Sunday, February 8, 2015

Review: The Kind Worth Killing

The Kind Worth Killing
by Peter Swanson

Why did you choose this book? I just read another by the same author
When did you read this book? February 2015
Who should read this book? readers who enjoy psychological suspense
Source: Publisher (Harper Collins)
Here is a synopsis of The Kind Worth Killing from Goodreads

A dark and devious literary suspense novel about a random encounter, sex, and a conversation that quickly turns to murder--a modern reimagining of Patricia Highsmith's classic Strangers on a Train--from the author of the acclaimed The Girl with a Clock for a Heart

On a late flight from London to Boston, Ted Severson meets the stunning and mysterious Lily Kintner. Over one too many martinis, the two strangers play a game, one in which they begin revealing more and more intimate details about themselves. Ted talks about his wife, Miranda--how his marriage has gone stale, how a week ago he caught her in a serious betrayal. . . . Maybe they were a mismatch from the start, he the rich businessman, she the beautiful artist. But what begins as playful banter between Ted and Lily takes a swift turn when Ted claims, half-seriously, that he would like to kill his wife for what she's done. Then Lily surprises him by saying that she'd like to help. After all, everyone dies, what difference does it make if a few bad apples get pushed along a little sooner than life intended?

Back in Boston, Ted and Lily forge an unusual bond and talk about the ways Ted might get out of his marriage. But Lily has her own dark history she's not sharing with Ted, a legacy of murder that stems from childhood. And Ted is keeping something from Lily as well--so as they move their plan forward, his motivation becomes less about getting Miranda out of his life and more about getting Lily into it. But as Ted begins to fall in love with Lily, he grows anxious about any unseen holes in their scheme that could give them away. And suddenly the two are pulled into a very lethal game of cat and mouse, one in which there may be more than one loser and more than one of them left dead when it's all over.

My Review

WOW! If you enjoy psychological suspense, you NEED to pick this one up! This is not normally my first choice in genres, but I had just read and reviewed The Girl With A Clock For A Heart by the same author. So when I saw that Harper Collins was giving away a limited number of ecopies of this book, I grabbed it. I have to admit, I didn’t expect to enjoy it as much as I did. It took me awhile to get interested in the earlier novel, and once I did I enjoyed it, but it didn’t stand out for me. But this one…..WOW! It hooked me from the beginning and after the first twenty-five pages or so, I could NOT put this one down. I admit, I stayed up late into the night reading.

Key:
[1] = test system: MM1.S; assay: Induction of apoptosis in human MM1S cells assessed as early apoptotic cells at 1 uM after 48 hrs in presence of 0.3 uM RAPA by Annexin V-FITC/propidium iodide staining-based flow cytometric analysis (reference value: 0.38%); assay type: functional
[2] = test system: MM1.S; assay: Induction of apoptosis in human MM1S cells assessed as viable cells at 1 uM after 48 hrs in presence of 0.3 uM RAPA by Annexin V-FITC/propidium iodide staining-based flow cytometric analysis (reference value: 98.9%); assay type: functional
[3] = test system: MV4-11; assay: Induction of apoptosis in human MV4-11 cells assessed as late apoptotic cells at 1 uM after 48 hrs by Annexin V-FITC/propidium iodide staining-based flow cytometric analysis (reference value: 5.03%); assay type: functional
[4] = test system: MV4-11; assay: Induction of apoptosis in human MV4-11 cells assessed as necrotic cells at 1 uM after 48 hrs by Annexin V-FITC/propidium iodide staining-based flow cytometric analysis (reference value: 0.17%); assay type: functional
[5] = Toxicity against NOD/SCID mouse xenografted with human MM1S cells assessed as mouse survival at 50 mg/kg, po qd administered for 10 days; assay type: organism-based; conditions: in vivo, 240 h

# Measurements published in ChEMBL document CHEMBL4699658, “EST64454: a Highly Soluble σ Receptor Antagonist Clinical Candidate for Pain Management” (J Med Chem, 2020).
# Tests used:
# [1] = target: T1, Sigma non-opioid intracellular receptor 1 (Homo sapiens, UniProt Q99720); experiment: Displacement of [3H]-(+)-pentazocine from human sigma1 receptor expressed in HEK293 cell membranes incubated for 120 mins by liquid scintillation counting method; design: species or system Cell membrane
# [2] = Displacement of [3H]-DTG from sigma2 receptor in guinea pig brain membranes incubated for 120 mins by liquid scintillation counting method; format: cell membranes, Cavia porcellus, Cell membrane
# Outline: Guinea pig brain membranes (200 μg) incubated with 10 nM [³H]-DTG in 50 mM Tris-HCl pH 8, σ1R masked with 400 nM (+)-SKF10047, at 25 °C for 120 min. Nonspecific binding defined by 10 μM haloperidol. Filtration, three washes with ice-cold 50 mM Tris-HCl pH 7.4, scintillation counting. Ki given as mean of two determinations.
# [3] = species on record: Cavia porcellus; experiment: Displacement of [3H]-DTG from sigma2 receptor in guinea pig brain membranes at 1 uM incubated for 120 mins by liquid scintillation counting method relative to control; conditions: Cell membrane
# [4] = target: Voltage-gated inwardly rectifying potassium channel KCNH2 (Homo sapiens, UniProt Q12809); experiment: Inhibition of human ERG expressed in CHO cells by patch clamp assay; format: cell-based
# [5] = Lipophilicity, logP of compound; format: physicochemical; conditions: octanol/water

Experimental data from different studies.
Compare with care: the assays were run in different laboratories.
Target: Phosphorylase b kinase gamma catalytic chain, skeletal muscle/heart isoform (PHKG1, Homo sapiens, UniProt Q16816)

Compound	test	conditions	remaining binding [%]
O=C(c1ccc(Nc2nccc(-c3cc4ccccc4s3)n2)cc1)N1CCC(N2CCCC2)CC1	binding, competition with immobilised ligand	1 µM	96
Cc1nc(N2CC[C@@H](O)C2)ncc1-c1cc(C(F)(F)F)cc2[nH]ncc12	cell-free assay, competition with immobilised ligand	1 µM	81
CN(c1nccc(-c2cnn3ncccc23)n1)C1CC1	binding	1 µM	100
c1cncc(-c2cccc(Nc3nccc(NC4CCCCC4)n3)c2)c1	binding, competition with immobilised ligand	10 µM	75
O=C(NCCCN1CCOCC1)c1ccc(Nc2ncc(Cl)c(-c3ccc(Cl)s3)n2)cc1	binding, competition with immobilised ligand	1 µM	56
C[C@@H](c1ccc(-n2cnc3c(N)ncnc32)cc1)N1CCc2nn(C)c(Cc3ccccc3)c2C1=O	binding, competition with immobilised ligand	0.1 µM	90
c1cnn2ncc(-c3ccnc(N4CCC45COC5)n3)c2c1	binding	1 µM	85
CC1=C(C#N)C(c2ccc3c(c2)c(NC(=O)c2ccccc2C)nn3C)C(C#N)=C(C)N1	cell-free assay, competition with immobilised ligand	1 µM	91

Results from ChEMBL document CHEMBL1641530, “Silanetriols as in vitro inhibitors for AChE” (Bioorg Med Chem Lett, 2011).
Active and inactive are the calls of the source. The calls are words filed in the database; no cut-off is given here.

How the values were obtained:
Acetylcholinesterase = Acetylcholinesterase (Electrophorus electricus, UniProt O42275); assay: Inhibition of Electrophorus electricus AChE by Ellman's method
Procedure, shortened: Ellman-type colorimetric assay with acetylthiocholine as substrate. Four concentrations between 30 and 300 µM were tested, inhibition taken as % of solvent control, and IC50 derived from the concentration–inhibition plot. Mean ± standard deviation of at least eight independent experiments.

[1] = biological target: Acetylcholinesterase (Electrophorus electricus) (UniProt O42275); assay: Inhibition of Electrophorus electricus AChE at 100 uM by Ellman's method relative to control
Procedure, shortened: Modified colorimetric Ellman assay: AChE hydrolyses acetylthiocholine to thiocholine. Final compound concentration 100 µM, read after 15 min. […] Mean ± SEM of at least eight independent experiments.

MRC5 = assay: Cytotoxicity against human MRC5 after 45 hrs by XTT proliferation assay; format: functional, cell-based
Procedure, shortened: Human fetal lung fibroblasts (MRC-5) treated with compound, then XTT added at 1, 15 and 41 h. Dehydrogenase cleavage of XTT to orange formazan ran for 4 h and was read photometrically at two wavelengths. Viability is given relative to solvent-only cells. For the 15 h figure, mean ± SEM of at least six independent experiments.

The Kind Worth Killing was so good! I got pretty attached to a few of the characters, which can be a mistake in a novel like this! And there were so many twists and turns. I don’t want to spoil anything by saying more, but this will definitely keep you on your toes, as you try to understand the role everyone plays! There are murders and deaths and schemes and detectives…...

The only thing I did not like so much was the ending. Just when you think there is resolution, there is not. There is no neat tying up of the loose ends.There is an implied resolution, but it is not defined. As you probably know, I like my endings neat and tidy, with an epilogue and a ‘happily ever after’. Probably not a realistic expectation in a novel like this, though, so it won’t take away from your enjoyment of the book! If you enjoy suspense and thrillers, grab this one!

My Rating:  ★★★★1/2  4-1/2 Stars

I received my copy of this book through a giveaway from the publisher, Harper Collins.
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  1. I've been seeing some good notices about this book and am intrigued by the comparison to one of Patricia Highsmith's books. Think I will seek it out soon. Nice review!

  2. Hm, I haven't heard of this one but it's very interesting! I love psychological thrillers, because there's just something about books that get in your head.